“Are there resources? Yes. But we just outlawed abortion in a nation where I as a [new] mom can’t get baby formula for my kid. What are we doing? And that baby formula costs me $1,400 a month if I can find it. It’s a priority issue. Abortion isn’t the issue: It’s a symptom of a disease. The disease is our ignorance of social injustices.”

Loughridge is further concerned how women might choose to end their pregnancies in the wake of the ruling, and what such a decision could mean for the future of women’s healthcare.

Making abortion illegal, she said, will not end the practice.

“I think my biggest concern—especially in my realm of working in the surgical world—is that people are going to continue to try to end their pregnancies whether it is legal or illegal. It is going to get dangerous, and women are going to die. I don’t want women in back alleys trying to manage their own healthcare that way,” Loughridge explained.

The full effects of the decision have yet to be seen, it’s apparent that the Supreme Court’s decision will change the face of what healthcare for women will look like in the US. Loughridge hopes that those celebrating the decision will remember that for some, this could mean the beginning of uncertain times.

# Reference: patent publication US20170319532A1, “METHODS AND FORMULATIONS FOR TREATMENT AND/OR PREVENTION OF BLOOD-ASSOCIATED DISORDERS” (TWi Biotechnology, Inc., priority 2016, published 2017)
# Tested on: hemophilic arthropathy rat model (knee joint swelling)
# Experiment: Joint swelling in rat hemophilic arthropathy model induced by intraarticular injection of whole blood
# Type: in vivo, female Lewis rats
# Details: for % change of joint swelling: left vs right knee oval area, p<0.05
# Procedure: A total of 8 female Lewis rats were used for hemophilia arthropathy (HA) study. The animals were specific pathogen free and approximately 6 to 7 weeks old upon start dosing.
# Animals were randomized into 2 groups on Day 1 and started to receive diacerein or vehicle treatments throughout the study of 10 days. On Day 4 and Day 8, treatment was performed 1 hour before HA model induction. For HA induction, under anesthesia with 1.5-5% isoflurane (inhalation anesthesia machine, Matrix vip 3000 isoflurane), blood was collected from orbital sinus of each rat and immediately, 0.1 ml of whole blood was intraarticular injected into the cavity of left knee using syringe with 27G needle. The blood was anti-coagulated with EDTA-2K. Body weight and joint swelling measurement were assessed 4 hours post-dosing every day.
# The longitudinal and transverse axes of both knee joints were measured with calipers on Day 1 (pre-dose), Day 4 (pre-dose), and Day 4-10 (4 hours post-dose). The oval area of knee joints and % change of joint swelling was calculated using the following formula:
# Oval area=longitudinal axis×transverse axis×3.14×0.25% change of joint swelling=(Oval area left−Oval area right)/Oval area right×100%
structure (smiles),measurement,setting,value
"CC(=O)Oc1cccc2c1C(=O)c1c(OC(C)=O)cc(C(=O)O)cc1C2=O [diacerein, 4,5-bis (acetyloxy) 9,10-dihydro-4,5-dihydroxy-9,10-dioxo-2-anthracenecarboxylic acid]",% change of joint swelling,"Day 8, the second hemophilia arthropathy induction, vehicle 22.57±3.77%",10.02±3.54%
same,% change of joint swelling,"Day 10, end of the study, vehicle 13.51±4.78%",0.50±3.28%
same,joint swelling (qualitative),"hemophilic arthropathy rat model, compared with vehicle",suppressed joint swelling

She hopes that a discussion about how to care for children and their families in the wake of the ruling will follow.

“If we wanted as a church and as a nation to fix the problem of abortion, we don’t ban abortion. We fix those problems,” she said. “We allow moms to get free contraception. We put comprehensive sex education in schools. We talk about affordable healthcare, paid family leave, welfare funding, housing insecurity, wage gaps, things like that. I make good money for this area and it was terrifying to have a baby. I can’t imagine as a mom with less privilege what it would be like to stare down the barrel of having a baby.”

By Kasie McCreary

[email protected]

Reach Kasie McCreary at (740) 353-3101 ext. 1931 or by email at [email protected]

© 2022 Portsmouth Daily Times, all rights reserved

Reach Kasie McCreary at (740) 353-3101 ext. 1931 or by email at [email protected]

© 2022 Portsmouth Daily Times, all rights reserved